Shielding was introduced at the start of the pandemic as one of the few interventions available to support those who, at the time, were considered clinically extremely vulnerable.
We know shielding advice is extremely restrictive and has a significant impact on people’s lives and their mental and physical wellbeing. It was right to take this step to protect the most vulnerable during the initial waves of the virus, and we put in place support for those who were advised to shield to help them to do so.
We now know much more about the virus and what makes someone more or less vulnerable to COVID-19. We are also in a different situation than we were at the beginning of the pandemic. The vaccine continues to be successfully rolled out, with millions of people having received both doses and a booster programme about to commence. We also have proven, effective treatments, such as dexamethasone and tocilizumab, to support improved outcomes in clinical care pathways.
We have not advised people to shield since 1 April. Since 19 July, the guidance for clinically extremely vulnerable people has been to follow the same advice as everyone else, with the suggestion of additional precautions people may wish to take. Those patients who are at risk from infectious diseases more generally and who can also remain less protected after other vaccinations may wish to discuss this with their specialist as part of their routine care.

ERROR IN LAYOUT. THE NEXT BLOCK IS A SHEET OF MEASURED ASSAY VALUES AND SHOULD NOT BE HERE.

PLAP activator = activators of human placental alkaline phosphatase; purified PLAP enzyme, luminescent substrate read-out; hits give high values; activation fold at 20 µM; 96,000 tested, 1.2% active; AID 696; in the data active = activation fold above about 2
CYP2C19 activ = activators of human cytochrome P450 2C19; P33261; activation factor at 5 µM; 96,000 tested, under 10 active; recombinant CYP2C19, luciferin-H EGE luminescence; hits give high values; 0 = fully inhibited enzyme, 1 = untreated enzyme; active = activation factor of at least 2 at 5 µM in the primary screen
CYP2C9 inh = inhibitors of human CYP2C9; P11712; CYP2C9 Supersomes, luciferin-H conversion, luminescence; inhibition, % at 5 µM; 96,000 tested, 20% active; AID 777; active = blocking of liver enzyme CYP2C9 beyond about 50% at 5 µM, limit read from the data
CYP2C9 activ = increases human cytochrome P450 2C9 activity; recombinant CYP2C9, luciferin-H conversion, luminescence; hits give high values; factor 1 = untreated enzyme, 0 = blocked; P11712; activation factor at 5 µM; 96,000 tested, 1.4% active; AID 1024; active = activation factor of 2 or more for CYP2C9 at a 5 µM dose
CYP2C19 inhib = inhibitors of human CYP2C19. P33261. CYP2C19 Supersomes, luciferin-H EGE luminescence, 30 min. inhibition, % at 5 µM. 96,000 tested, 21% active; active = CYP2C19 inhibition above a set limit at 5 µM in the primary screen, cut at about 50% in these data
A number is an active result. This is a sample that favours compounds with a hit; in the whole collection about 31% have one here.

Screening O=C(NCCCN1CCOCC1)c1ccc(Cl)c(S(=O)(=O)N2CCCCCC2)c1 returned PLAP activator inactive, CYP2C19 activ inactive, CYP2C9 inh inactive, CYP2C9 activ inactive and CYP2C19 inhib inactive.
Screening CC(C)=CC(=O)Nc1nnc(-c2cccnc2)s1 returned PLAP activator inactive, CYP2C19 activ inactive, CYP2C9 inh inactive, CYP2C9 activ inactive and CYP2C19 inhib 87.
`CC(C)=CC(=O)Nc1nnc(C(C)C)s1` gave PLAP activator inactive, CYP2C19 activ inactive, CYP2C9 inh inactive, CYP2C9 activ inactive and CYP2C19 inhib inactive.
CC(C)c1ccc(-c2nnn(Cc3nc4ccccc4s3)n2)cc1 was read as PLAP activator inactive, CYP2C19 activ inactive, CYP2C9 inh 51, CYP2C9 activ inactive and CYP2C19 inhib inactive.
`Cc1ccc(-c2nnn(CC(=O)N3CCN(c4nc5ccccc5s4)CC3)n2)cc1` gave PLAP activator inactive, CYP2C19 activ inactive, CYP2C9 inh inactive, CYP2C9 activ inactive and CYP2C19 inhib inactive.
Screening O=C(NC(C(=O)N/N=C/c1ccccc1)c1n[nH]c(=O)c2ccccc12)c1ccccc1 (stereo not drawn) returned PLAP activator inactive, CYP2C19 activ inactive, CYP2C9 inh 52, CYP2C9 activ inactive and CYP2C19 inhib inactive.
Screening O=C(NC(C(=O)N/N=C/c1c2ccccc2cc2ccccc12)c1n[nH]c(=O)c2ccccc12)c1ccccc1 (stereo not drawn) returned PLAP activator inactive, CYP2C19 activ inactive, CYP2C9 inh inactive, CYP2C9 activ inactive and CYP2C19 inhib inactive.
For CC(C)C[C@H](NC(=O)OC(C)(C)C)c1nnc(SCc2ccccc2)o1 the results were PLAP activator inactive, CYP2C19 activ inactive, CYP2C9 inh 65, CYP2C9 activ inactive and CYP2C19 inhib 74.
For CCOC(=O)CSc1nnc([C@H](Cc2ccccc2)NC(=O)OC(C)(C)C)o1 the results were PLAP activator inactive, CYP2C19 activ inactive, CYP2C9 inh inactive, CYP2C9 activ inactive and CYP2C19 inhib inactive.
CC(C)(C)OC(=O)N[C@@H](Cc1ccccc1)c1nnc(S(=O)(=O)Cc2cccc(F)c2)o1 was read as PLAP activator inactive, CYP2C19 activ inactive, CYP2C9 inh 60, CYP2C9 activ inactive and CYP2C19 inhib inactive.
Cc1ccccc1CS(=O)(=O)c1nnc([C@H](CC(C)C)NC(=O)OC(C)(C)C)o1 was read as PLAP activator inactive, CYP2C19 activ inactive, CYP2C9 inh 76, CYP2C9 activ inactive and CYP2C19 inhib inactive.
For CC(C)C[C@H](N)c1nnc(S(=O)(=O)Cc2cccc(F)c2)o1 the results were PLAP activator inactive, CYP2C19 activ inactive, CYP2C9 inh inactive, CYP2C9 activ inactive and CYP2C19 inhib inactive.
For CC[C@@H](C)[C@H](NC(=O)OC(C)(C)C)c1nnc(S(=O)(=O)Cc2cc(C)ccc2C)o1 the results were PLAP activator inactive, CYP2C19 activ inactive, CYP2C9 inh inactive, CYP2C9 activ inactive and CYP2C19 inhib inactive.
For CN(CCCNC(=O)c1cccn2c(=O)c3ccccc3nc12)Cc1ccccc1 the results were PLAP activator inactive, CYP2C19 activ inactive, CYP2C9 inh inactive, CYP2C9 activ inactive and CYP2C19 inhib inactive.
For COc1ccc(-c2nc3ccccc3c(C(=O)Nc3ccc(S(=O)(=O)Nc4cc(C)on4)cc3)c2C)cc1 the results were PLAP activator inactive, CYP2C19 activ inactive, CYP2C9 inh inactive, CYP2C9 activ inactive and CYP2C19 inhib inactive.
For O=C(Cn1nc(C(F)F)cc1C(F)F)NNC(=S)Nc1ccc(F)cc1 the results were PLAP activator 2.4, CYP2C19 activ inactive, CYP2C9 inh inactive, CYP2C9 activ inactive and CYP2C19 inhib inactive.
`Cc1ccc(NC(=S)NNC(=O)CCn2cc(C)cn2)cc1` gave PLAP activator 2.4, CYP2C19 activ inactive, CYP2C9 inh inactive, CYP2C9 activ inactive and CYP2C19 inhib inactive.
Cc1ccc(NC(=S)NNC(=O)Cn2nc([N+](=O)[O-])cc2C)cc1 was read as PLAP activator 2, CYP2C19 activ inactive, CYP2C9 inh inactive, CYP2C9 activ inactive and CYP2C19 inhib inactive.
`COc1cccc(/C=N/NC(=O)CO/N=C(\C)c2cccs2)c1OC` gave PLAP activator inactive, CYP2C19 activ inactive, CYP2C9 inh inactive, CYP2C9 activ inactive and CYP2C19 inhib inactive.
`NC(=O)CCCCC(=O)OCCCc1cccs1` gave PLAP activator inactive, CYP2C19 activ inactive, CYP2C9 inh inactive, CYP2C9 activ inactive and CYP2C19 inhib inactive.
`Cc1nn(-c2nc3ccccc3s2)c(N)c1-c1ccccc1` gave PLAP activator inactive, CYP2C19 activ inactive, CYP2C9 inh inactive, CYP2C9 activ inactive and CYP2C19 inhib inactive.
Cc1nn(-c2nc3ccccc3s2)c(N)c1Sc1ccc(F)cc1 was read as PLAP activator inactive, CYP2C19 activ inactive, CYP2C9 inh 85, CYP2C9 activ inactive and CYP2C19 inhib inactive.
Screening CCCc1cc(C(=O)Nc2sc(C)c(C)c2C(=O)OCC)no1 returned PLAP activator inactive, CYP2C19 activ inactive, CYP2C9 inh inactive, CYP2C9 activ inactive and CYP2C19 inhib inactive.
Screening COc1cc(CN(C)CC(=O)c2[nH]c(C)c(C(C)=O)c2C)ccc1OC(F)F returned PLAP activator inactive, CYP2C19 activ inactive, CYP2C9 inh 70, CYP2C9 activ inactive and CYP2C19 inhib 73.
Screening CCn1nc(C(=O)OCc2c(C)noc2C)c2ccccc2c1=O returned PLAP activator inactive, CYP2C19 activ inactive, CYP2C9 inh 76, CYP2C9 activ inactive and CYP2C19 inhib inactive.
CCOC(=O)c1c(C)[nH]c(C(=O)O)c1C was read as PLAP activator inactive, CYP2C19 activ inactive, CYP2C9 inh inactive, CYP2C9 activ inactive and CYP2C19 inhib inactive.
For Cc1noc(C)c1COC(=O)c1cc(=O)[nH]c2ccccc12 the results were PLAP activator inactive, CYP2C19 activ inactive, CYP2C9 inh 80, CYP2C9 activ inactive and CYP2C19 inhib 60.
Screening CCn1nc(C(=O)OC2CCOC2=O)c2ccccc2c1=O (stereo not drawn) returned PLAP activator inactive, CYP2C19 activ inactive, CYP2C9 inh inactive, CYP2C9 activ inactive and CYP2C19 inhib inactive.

Due to the success of the vaccine rollout, improvements in treatment and clinical care, and growing understanding of the virus, the government has accepted expert clinical advice and decided to end the shielding programme and the requirement for centralised guidance for people who were considered clinically extremely vulnerable.
This moves us towards the situation pre-Covid where individuals managed their own conditions with their health professionals. We believe this is a proportionate decision based on the success of the vaccine programme and the protection it offers, the availability of effective treatments and the highly restrictive impact of shielding on people’s mental health and wellbeing.
This statement has also been made in the House of Lords